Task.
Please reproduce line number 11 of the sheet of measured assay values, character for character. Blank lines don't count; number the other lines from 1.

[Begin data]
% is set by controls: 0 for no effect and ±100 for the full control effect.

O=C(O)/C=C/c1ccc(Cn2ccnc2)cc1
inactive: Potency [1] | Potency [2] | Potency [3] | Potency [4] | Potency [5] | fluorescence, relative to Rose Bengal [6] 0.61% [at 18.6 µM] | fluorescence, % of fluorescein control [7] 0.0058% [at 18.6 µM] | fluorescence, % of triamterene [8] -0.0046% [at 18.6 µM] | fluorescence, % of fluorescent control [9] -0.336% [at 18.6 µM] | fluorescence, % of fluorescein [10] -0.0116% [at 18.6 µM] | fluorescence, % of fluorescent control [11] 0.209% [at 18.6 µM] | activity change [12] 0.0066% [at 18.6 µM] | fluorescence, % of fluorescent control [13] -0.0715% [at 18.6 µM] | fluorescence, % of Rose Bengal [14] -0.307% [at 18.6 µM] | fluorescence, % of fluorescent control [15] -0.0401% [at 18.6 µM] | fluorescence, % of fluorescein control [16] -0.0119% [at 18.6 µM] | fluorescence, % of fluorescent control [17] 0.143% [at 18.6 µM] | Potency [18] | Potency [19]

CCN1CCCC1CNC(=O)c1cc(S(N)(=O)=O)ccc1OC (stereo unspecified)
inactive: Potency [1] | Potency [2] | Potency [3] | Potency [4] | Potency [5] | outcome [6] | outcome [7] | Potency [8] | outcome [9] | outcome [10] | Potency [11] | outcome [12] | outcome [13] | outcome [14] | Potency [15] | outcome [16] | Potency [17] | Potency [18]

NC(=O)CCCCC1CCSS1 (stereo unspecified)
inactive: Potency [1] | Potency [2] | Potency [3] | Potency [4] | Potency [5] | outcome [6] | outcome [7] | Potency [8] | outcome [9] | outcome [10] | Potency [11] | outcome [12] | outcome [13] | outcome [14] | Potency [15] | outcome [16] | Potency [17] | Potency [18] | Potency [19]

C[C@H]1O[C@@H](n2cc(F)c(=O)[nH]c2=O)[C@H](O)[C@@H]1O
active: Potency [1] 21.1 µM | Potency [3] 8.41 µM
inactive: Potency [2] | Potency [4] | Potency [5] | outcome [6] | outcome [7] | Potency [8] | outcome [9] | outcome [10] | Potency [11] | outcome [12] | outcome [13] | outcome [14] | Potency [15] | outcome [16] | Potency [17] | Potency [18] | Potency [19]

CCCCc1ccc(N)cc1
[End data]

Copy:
CCCCc1ccc(N)cc1